Pruitt-Igoe was a housing development in St. Louis. I say “was” because it was demolished in the 1970s, an icon of urban failure. Its failure is immortalized — in my mind at least — by the section in Koyaanisqatsi depicting slums, urban garbage, and finally the collapse of empty buildings.
The Pruitt-Igoe Myth tells a deeper, more detailed story of the housing development. Half a dozen former residents are interviewed in the null white space of old Apple TV commercials. The older ones recall the glory days of moving in to a “poor man’s penthouse” or dancing to music in the hallways with friends.
The younger ones remember moving into a building where maintenance and security had become lax, when vacancy and rents had gone up, and when boys had to fight in order not to be bullied and attacked.
To get away from the talking heads, director Chad Freidrichs includes some original footage of what the land looks like today — it’s uninhabited, overgrown with grass, weeds, and young trees.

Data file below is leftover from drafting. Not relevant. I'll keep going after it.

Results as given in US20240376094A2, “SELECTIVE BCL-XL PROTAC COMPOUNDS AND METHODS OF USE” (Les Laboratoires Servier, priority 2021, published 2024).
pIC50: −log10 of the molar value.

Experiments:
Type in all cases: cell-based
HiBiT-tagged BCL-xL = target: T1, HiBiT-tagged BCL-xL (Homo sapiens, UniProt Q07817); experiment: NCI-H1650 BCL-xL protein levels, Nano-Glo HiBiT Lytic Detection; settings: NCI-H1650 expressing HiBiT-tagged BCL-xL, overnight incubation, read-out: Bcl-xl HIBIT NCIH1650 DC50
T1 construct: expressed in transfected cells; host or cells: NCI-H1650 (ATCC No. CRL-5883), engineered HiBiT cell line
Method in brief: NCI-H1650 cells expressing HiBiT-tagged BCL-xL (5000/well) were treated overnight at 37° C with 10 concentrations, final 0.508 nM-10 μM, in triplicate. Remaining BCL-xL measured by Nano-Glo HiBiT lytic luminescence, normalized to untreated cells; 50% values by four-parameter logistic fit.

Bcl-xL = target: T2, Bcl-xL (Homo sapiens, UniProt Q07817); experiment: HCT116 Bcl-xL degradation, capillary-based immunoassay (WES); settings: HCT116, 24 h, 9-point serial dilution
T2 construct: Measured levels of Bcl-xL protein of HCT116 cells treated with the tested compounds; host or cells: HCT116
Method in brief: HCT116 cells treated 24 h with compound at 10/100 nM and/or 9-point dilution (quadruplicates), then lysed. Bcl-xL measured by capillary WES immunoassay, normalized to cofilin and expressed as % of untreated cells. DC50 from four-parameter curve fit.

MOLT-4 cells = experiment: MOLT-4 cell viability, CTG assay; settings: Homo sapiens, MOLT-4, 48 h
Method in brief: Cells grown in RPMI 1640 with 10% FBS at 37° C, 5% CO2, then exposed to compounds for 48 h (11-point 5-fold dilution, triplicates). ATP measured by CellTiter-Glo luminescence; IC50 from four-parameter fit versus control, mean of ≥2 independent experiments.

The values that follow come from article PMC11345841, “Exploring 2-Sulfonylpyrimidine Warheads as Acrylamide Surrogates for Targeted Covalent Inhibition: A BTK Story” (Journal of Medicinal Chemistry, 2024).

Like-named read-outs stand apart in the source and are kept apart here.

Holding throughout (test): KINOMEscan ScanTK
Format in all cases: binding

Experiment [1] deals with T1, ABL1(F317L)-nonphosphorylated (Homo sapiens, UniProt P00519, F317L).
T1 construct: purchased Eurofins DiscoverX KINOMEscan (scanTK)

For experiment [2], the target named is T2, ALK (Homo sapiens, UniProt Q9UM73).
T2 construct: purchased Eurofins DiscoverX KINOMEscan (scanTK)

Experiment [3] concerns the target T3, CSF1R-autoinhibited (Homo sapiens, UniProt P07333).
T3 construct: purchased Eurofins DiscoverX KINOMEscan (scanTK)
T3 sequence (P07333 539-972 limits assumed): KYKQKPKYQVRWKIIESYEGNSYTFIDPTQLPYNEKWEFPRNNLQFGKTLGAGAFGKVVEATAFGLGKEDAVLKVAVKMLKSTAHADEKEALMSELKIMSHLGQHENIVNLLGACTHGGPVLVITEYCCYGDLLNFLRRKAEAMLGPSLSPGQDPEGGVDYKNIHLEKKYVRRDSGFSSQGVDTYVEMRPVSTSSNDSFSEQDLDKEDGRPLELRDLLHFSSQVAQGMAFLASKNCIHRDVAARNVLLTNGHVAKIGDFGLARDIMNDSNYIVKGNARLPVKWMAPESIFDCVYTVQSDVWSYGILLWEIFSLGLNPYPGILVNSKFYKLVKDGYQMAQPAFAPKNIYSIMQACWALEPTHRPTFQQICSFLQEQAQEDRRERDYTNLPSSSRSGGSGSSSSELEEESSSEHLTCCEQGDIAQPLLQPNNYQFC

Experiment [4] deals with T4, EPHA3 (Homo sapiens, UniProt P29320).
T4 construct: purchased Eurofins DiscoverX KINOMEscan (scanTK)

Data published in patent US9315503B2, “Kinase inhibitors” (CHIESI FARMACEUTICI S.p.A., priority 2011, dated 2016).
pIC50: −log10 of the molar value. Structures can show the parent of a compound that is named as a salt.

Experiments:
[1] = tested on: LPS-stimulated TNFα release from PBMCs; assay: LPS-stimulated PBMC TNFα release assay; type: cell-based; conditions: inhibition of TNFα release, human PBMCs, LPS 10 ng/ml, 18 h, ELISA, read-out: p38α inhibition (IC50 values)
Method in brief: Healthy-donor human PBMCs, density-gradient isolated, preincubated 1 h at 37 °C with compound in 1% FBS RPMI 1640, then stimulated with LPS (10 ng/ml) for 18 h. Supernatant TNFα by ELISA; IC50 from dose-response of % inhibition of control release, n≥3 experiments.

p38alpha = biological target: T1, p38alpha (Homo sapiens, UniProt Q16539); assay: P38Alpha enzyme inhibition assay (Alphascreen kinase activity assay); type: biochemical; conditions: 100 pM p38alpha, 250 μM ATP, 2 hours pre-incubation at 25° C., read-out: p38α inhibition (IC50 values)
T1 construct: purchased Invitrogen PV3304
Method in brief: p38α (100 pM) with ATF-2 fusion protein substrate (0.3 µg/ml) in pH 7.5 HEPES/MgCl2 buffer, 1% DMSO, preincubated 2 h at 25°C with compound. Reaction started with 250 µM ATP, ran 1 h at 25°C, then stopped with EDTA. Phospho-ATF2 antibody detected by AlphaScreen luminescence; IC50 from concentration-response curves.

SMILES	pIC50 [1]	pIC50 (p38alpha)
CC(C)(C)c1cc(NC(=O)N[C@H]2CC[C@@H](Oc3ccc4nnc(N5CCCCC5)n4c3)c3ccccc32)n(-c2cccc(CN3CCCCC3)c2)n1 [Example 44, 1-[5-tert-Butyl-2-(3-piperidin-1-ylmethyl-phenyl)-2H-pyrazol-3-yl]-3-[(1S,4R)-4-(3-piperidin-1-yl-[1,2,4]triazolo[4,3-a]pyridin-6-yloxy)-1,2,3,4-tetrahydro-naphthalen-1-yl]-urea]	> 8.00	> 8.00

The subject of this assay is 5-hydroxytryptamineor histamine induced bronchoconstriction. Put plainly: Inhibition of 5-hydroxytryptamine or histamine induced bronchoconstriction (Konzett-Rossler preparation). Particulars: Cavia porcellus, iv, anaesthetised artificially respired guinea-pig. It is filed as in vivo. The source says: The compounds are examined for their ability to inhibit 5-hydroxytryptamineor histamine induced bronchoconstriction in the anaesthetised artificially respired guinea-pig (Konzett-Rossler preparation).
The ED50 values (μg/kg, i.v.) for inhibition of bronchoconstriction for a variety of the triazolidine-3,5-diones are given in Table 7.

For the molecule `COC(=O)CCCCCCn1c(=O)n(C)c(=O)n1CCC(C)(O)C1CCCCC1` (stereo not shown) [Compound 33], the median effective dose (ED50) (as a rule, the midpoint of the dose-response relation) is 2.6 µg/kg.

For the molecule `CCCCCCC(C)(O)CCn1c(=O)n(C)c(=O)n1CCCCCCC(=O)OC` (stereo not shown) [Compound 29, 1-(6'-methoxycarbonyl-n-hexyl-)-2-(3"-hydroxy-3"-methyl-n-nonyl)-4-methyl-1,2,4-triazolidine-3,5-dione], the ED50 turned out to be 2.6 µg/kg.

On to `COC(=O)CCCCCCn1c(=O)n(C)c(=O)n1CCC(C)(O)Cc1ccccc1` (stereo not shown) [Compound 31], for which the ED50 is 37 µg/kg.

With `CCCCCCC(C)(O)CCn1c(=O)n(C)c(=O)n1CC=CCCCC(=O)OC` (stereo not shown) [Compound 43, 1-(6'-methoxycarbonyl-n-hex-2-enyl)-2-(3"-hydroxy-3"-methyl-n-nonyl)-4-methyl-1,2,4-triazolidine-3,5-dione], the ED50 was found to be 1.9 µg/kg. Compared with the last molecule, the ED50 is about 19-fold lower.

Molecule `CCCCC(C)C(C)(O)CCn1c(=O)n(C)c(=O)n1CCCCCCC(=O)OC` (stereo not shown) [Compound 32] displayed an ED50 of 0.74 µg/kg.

The researchers did an excellent job finding footage of Pruitt-Igoe and of St. Louis from the 1940s and ’50s. There are industrial films about families moving from slums to the city. There are films showing happy families moving in to the new high-rise, children playing on the playground equipment in the foreground, with large new sedans in the parking lot. There is grimmer footage from news reports made during Pruitt-Igoe’s decline — reporters standing in front of abandoned buildings, garbage piling up in front of the overworked incinerator, elevators scratched and smelly.
Unfortunately, many of the most amazing glimpses from history are repeated again and again, as though the researchers had exhausted the archives and only found so much usable footage. The repetition distracts from the subject at hand and detracts from the power of the footage each time it is used.
The subject is the star in The Pruitt-Igoe Myth. It’s not a film to seek out for cinematic or artistic reasons. But architecture and urbanism are hot topics at the movies these days. If you came to the Denver Film Center’s series on architecture and film, or if you’re eagerly awaiting Gary Hustwit’s Urbanized, you might choose The Pruitt-Igoe Myth for your personal DFF schedule.